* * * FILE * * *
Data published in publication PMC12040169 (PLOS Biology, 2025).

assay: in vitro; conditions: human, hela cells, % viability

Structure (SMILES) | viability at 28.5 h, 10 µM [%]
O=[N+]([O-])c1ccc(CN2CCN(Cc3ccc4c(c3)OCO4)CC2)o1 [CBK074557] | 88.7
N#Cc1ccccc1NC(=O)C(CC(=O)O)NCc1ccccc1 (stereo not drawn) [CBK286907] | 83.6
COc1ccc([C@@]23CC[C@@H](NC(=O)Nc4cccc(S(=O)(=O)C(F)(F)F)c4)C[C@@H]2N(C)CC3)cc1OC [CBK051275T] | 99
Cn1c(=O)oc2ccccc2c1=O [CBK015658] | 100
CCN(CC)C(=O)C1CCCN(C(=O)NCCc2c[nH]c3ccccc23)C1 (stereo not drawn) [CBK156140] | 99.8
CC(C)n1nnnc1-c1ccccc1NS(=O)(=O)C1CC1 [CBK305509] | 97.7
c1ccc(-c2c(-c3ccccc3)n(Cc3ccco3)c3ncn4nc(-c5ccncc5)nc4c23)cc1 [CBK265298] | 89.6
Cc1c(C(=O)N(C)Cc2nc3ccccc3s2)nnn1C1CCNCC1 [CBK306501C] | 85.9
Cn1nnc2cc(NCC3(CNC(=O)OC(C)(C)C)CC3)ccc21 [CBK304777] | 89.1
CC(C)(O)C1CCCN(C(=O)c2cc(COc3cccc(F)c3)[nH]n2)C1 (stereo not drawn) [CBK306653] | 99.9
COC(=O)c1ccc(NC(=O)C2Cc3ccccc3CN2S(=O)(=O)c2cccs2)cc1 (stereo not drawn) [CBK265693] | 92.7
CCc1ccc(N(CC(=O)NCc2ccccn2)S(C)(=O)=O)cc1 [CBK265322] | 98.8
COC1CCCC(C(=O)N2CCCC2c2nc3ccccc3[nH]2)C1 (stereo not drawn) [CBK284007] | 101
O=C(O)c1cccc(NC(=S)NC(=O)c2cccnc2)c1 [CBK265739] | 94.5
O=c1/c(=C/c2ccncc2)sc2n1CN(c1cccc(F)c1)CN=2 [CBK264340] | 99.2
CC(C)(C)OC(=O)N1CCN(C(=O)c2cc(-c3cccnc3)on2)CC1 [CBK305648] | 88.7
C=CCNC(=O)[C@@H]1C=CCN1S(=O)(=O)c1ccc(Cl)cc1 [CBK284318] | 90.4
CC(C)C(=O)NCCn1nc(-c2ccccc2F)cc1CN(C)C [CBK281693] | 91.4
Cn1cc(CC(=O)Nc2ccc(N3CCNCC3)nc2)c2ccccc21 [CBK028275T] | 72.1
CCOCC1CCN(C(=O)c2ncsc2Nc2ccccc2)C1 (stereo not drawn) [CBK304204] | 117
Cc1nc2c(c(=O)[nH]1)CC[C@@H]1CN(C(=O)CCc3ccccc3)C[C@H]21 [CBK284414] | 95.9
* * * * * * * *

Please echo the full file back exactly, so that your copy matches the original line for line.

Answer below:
Data published in publication PMC12040169 (PLOS Biology, 2025).

assay: in vitro; conditions: human, hela cells, % viability

Structure (SMILES) | viability at 28.5 h, 10 µM [%]
O=[N+]([O-])c1ccc(CN2CCN(Cc3ccc4c(c3)OCO4)CC2)o1 [CBK074557] | 88.7
N#Cc1ccccc1NC(=O)C(CC(=O)O)NCc1ccccc1 (stereo not drawn) [CBK286907] | 83.6
COc1ccc([C@@]23CC[C@@H](NC(=O)Nc4cccc(S(=O)(=O)C(F)(F)F)c4)C[C@@H]2N(C)CC3)cc1OC [CBK051275T] | 99
Cn1c(=O)oc2ccccc2c1=O [CBK015658] | 100
CCN(CC)C(=O)C1CCCN(C(=O)NCCc2c[nH]c3ccccc23)C1 (stereo not drawn) [CBK156140] | 99.8
CC(C)n1nnnc1-c1ccccc1NS(=O)(=O)C1CC1 [CBK305509] | 97.7
c1ccc(-c2c(-c3ccccc3)n(Cc3ccco3)c3ncn4nc(-c5ccncc5)nc4c23)cc1 [CBK265298] | 89.6
Cc1c(C(=O)N(C)Cc2nc3ccccc3s2)nnn1C1CCNCC1 [CBK306501C] | 85.9
Cn1nnc2cc(NCC3(CNC(=O)OC(C)(C)C)CC3)ccc21 [CBK304777] | 89.1
CC(C)(O)C1CCCN(C(=O)c2cc(COc3cccc(F)c3)[nH]n2)C1 (stereo not drawn) [CBK306653] | 99.9
COC(=O)c1ccc(NC(=O)C2Cc3ccccc3CN2S(=O)(=O)c2cccs2)cc1 (stereo not drawn) [CBK265693] | 92.7
CCc1ccc(N(CC(=O)NCc2ccccn2)S(C)(=O)=O)cc1 [CBK265322] | 98.8
COC1CCCC(C(=O)N2CCCC2c2nc3ccccc3[nH]2)C1 (stereo not drawn) [CBK284007] | 101
O=C(O)c1cccc(NC(=S)NC(=O)c2cccnc2)c1 [CBK265739] | 94.5
O=c1/c(=C/c2ccncc2)sc2n1CN(c1cccc(F)c1)CN=2 [CBK264340] | 99.2
CC(C)(C)OC(=O)N1CCN(C(=O)c2cc(-c3cccnc3)on2)CC1 [CBK305648] | 88.7
C=CCNC(=O)[C@@H]1C=CCN1S(=O)(=O)c1ccc(Cl)cc1 [CBK284318] | 90.4
CC(C)C(=O)NCCn1nc(-c2ccccc2F)cc1CN(C)C [CBK281693] | 91.4
Cn1cc(CC(=O)Nc2ccc(N3CCNCC3)nc2)c2ccccc21 [CBK028275T] | 72.1
CCOCC1CCN(C(=O)c2ncsc2Nc2ccccc2)C1 (stereo not drawn) [CBK304204] | 117
Cc1nc2c(c(=O)[nH]1)CC[C@@H]1CN(C(=O)CCc3ccccc3)C[C@H]21 [CBK284414] | 95.9